- Psychotic breaks
- PTSD or c-PTSD
- Unresolved life tragedies
There is no one set answer to what “causes” a mental breakdown. Everyone has different levels of tolerance to stressors and suffering in life. Some things might set off a mental health crisis in someone that wouldn’t generally bother somebody else. There’s no way to know how or why exactly a mental breakdown is happening unless the person is aware of their emotions and mental state at the time.
Other Factors that Cause Mental Breakdowns
- A buildup of unfortunate life events
- Death in the family
- Traumatic or violent experiences
- Neglecting medication or proper treatment for a mental condition
- Loss of a job, financial provision, or another serious income emergency
- Drug or alcohol abuse
- Interpersonal relationship struggles
- An undiagnosed mental illness
- A flare-up of a pre-existing mental disorder worsened by stress or a painful event
- Any major life change that is distressing
How to Get Help During a Mental Breakdown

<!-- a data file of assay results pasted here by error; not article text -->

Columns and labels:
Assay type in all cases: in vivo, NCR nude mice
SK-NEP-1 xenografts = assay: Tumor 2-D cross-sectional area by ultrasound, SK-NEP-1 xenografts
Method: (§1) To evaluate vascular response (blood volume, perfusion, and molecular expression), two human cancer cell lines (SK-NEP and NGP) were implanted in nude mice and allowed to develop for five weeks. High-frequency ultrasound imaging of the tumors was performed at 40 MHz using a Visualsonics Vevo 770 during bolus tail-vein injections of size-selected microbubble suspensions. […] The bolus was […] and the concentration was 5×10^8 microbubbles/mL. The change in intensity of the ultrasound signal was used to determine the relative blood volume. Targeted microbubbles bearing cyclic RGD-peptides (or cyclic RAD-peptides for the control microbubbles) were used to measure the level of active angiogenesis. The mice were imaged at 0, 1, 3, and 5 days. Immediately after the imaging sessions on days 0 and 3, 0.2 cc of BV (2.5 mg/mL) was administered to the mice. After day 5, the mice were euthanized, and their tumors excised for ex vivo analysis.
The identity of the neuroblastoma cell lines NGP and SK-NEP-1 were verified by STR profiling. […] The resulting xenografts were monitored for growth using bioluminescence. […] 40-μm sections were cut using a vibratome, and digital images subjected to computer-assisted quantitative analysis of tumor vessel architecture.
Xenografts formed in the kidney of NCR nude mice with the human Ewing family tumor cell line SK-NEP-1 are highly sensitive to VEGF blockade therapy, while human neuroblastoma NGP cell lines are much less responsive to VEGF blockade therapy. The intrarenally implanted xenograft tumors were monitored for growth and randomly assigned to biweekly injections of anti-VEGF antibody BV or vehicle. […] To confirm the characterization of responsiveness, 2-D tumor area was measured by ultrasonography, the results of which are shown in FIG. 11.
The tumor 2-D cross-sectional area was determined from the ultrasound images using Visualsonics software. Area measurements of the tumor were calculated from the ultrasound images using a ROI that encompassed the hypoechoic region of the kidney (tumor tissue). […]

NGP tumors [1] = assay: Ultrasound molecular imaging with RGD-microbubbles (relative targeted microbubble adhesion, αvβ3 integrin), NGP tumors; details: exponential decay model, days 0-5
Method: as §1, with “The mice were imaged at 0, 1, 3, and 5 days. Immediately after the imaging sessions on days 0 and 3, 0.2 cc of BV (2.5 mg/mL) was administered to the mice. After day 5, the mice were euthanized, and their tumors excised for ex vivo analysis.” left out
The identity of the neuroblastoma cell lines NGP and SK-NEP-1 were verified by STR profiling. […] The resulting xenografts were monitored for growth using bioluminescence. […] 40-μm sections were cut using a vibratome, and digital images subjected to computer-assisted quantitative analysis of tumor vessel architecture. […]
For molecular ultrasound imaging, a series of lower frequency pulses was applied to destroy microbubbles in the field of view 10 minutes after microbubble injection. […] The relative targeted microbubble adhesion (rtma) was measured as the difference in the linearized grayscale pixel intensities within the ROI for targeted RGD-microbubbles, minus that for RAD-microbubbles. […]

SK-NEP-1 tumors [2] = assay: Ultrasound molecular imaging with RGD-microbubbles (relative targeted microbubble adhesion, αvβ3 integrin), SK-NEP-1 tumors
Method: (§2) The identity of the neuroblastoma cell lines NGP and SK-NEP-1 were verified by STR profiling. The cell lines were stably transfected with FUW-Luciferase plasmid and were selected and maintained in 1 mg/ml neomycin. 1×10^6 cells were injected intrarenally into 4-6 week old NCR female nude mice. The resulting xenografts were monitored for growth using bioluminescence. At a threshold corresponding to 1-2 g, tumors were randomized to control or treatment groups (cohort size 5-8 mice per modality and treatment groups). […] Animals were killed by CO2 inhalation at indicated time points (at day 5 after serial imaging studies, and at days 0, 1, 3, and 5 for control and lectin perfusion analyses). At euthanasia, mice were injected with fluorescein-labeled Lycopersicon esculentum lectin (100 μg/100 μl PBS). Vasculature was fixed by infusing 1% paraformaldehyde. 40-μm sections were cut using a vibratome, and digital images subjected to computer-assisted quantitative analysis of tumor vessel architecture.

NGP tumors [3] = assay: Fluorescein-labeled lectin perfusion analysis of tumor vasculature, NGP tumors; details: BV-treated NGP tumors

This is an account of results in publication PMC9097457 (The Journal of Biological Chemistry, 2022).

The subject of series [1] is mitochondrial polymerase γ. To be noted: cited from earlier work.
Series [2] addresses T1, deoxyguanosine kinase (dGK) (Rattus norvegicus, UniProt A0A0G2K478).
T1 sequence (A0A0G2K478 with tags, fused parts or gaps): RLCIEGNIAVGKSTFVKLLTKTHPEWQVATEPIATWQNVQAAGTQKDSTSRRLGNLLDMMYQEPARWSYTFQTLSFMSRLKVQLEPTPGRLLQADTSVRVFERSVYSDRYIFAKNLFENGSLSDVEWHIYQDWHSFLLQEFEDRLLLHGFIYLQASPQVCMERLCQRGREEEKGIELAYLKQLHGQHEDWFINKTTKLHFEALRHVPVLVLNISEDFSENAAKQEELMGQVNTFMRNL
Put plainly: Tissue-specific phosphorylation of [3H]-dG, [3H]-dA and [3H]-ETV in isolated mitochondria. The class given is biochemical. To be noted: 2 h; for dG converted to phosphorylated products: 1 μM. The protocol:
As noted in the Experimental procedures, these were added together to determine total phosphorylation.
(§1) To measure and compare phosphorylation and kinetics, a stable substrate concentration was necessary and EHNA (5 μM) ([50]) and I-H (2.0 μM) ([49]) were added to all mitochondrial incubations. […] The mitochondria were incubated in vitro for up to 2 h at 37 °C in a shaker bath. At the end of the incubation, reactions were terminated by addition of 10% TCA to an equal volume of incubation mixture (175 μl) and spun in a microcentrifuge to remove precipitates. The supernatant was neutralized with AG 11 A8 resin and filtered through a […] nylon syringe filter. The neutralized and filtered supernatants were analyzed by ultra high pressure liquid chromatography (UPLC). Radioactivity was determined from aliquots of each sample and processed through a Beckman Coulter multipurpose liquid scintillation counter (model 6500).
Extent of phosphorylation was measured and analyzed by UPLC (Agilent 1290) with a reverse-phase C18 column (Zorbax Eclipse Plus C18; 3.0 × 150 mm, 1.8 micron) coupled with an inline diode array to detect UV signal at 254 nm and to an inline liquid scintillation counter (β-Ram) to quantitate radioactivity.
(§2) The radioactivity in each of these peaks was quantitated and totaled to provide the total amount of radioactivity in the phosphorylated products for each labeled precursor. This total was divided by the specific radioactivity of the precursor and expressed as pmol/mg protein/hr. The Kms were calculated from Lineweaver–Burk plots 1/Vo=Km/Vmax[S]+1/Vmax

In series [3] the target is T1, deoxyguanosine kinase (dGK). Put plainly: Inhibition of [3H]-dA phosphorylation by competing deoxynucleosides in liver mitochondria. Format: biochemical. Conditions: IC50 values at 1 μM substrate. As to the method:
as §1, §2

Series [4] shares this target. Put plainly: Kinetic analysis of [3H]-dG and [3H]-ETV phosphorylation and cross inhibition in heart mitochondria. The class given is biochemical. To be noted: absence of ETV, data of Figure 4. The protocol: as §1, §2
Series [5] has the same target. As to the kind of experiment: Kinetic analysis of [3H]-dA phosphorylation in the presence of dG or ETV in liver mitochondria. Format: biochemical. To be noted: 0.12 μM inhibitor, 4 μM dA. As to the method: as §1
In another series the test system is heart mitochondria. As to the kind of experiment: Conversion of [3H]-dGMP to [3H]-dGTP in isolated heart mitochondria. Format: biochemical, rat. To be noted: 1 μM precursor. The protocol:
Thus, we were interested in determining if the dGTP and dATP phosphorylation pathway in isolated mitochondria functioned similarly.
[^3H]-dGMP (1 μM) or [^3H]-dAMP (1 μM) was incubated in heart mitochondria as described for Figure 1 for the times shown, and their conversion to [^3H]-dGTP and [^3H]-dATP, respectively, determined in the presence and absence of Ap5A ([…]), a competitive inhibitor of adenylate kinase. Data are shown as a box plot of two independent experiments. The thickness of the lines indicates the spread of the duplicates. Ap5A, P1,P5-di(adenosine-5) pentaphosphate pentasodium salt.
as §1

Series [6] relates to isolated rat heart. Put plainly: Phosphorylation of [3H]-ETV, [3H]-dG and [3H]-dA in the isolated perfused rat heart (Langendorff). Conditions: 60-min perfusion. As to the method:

If you are having an emotional breakdown, it’s essential to reach out for help. Ignoring the red flags and difficulties of having a mental breakdown can make symptoms worse. It can be hard to overcome whatever challenges are contributing to the breakdown if you try to do it on your own.
- Reach Out to a Psychiatric Facility: Remember, sometimes nervous breakdowns can be signs of a more serious mental health disorder. It’s important to get the right evaluation and treatment in case anything is going on that is not being properly addressed. Reach out to a professional psychologist or psychiatric treatment center so you can receive the treatment needed if any.
- Maintain Close Relationships: Don’t ditch your close family and friends out of fear you feel “crazy” or misunderstood. Try to be open about what you are experiencing so you aren’t alone in the parts that feel scary or overwhelming.